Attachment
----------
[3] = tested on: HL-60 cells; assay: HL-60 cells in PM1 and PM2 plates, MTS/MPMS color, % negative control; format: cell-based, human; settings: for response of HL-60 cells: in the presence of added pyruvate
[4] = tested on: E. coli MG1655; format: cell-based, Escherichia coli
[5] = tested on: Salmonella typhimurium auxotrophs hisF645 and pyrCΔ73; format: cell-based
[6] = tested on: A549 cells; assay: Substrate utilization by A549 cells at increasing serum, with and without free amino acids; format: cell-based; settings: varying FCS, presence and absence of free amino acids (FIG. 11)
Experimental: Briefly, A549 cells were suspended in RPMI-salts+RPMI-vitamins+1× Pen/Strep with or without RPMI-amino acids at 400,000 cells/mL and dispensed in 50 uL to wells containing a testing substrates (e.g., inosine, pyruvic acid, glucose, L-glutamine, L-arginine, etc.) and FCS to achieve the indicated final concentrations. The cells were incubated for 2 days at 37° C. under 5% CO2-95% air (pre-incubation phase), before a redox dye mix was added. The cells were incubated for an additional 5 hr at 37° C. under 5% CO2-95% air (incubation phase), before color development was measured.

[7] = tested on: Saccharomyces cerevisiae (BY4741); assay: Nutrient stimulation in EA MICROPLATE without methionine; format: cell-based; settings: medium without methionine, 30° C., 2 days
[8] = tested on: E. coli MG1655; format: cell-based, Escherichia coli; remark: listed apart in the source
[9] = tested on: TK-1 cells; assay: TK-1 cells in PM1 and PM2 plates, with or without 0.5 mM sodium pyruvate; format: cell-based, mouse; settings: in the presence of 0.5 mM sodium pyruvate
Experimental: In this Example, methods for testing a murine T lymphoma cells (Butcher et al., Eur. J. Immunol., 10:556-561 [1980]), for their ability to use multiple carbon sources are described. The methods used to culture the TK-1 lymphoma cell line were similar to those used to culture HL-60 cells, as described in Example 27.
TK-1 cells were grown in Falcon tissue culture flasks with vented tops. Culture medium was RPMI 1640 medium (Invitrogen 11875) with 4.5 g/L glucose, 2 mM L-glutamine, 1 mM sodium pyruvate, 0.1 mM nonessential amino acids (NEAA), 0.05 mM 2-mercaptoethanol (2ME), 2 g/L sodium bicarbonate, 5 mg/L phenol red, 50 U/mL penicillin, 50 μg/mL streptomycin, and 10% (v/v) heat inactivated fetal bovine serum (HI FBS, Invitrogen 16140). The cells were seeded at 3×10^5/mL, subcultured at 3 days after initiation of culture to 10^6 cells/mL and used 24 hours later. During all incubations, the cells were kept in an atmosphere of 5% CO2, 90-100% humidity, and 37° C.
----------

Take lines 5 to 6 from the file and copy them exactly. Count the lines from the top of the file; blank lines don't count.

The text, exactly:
Experimental: Briefly, A549 cells were suspended in RPMI-salts+RPMI-vitamins+1× Pen/Strep with or without RPMI-amino acids at 400,000 cells/mL and dispensed in 50 uL to wells containing a testing substrates (e.g., inosine, pyruvic acid, glucose, L-glutamine, L-arginine, etc.) and FCS to achieve the indicated final concentrations. The cells were incubated for 2 days at 37° C. under 5% CO2-95% air (pre-incubation phase), before a redox dye mix was added. The cells were incubated for an additional 5 hr at 37° C. under 5% CO2-95% air (incubation phase), before color development was measured.

[7] = tested on: Saccharomyces cerevisiae (BY4741); assay: Nutrient stimulation in EA MICROPLATE without methionine; format: cell-based; settings: medium without methionine, 30° C., 2 days